Argentina grains strike lifted as lawmakers push forward divisive reforms

Demonstrators protest outside the National Congress in Buenos Aires

By Maximilian Heath

BUENOS AIRES (Reuters) -Argentina's oilseed sector workers lifted their two-day strike late on Tuesday after the lower house of Congress approved contentious reforms backed by President Javier Milei but opposed by some unions.

Business at the South American country's top grains ports had been paralyzed by striking union workers, holding up shipments of soy, corn and wheat from one of the world's top farm exporters.

Activity at the shipping hubs in Rosario, the key agricultural export area, was beginning to normalize by Tuesday evening.

"We're lifting the action now," Daniel Succi, secretary general of the SOEA oilseed worker union, told Reuters.

Next week a union meeting will be held "to see how we proceed," he added.

On Monday, oilseed and maritime worker unions kicked off a strike to protest labor reforms backed by Milei, which lower house lawmakers approved alongside a package of fiscal measures on Tuesday.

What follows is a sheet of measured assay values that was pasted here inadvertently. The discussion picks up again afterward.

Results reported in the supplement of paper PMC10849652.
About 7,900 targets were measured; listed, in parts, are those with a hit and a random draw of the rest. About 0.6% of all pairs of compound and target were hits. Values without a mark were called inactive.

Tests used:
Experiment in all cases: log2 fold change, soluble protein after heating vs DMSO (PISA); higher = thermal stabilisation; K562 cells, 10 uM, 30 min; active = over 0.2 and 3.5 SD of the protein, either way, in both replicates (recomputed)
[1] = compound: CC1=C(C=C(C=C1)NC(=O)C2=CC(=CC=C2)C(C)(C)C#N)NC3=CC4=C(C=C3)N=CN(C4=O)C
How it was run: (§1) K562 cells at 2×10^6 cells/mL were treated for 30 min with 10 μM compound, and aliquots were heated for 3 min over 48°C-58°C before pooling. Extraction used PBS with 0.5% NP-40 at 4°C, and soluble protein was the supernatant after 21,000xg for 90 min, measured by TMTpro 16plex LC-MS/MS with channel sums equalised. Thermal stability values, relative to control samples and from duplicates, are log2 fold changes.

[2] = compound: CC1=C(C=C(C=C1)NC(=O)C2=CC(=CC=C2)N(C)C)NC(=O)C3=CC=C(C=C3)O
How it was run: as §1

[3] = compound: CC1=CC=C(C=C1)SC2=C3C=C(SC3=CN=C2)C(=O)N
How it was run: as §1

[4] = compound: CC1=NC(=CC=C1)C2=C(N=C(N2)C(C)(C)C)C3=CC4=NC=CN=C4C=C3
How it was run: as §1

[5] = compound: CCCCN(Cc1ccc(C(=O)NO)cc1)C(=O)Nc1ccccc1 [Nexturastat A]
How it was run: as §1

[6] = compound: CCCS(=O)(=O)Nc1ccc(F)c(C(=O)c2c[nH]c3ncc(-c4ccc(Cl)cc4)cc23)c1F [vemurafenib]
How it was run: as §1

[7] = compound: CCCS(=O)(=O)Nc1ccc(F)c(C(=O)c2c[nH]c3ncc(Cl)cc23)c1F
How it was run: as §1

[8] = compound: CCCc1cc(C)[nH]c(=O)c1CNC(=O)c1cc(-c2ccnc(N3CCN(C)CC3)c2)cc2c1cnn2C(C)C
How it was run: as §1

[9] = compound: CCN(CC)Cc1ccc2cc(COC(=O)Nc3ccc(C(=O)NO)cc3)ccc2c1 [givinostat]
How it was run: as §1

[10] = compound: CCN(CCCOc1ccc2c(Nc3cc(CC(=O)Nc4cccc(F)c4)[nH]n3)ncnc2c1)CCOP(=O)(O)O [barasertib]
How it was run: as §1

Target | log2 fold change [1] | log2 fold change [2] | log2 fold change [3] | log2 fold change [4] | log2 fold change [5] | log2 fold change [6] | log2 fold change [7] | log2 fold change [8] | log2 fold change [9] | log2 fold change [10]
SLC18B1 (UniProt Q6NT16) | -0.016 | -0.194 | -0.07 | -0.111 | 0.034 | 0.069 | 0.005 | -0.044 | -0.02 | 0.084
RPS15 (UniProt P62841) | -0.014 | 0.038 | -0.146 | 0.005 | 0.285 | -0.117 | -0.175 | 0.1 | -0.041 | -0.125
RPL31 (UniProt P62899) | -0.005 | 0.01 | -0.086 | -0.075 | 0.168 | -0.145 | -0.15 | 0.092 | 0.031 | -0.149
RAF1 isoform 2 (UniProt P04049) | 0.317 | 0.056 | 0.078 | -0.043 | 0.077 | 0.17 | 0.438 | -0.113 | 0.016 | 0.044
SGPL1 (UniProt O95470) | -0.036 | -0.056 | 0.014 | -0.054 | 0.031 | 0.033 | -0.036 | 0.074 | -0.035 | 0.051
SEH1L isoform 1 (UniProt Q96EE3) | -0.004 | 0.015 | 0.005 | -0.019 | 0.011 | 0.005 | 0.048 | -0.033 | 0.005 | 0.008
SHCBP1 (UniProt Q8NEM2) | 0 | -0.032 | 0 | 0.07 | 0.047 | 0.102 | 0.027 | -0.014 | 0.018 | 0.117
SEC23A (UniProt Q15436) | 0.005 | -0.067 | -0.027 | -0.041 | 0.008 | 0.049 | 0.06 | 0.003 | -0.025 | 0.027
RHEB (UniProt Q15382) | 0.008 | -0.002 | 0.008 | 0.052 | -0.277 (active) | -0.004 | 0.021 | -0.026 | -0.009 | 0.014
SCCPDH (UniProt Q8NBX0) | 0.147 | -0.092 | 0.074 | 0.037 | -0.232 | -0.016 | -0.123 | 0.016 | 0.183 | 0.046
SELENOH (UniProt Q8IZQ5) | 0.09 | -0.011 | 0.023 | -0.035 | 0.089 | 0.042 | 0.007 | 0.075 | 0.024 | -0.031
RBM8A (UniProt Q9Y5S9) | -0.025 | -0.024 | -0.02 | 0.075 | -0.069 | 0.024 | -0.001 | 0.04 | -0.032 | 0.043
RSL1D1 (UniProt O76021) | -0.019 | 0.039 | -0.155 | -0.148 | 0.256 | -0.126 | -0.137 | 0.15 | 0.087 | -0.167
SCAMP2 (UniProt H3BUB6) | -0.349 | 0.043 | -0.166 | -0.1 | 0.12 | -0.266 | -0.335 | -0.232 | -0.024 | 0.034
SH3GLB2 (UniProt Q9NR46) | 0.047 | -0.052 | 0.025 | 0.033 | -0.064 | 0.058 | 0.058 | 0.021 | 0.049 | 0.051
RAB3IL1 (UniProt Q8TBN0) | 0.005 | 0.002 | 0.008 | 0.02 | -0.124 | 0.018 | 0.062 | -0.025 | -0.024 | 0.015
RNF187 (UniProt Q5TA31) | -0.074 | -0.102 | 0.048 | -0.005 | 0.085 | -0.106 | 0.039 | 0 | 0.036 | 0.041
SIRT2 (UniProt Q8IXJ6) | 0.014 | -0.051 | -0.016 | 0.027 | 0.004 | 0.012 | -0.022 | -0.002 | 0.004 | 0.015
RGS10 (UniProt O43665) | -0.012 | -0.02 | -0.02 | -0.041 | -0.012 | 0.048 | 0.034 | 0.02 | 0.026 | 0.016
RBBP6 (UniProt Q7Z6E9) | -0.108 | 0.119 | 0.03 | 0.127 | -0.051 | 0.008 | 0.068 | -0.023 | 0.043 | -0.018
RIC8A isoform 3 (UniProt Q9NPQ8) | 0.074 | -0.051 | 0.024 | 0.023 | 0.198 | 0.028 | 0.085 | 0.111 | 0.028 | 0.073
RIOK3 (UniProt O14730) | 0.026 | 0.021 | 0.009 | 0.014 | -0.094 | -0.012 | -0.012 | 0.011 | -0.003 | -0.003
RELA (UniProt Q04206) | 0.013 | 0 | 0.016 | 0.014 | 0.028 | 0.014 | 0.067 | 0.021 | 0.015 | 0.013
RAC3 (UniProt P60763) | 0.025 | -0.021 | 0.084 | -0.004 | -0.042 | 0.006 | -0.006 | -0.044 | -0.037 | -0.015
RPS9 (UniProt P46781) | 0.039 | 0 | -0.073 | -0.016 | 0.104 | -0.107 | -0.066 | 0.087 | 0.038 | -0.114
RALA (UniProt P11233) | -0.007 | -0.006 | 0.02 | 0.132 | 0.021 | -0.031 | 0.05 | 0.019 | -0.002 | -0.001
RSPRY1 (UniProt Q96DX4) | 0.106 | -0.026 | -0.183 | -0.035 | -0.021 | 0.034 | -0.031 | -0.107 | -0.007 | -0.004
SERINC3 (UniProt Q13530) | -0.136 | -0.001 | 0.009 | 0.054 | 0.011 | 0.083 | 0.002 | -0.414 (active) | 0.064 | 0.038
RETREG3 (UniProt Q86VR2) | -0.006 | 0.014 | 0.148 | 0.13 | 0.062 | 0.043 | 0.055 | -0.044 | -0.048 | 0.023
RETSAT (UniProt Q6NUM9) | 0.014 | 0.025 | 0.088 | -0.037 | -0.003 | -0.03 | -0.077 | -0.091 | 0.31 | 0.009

The two groups later lifted the strikes, though oilseed union workers hinted that another work stoppage could come when the Senate takes up the contentious reforms.

Gustavo Idigoras, head of the grains exporters and processors chamber, confirmed that earlier on Tuesday all port operations had ground to a halt.

Argentina is a major world supplier of processed soybeans. Revenue from grains shipments are a major source of foreign currency needed to pay down debt and finance imports for the cash-strapped government during a prolonged economic slide.

The union federation comprising other maritime and river workers that also protested the reforms lifted its strike midday on Tuesday, said Leonel Cardozo, the Timbues regional delegate of the SOMU Maritime Workers Union.

Milei took power four months ago pledging to slash public spending and stave off hyperinflation, but his reform push has faced stiff resistance from center-left opponents.

The bills on the table include provisions to lower the threshold for salaries subject to income tax, part of a slimmed-down version of an earlier Milei-backed package.

(Reporting by Maximilian Heath; Writing by Adam Jourdan; Editing by Alistair Bell and Richard Chang)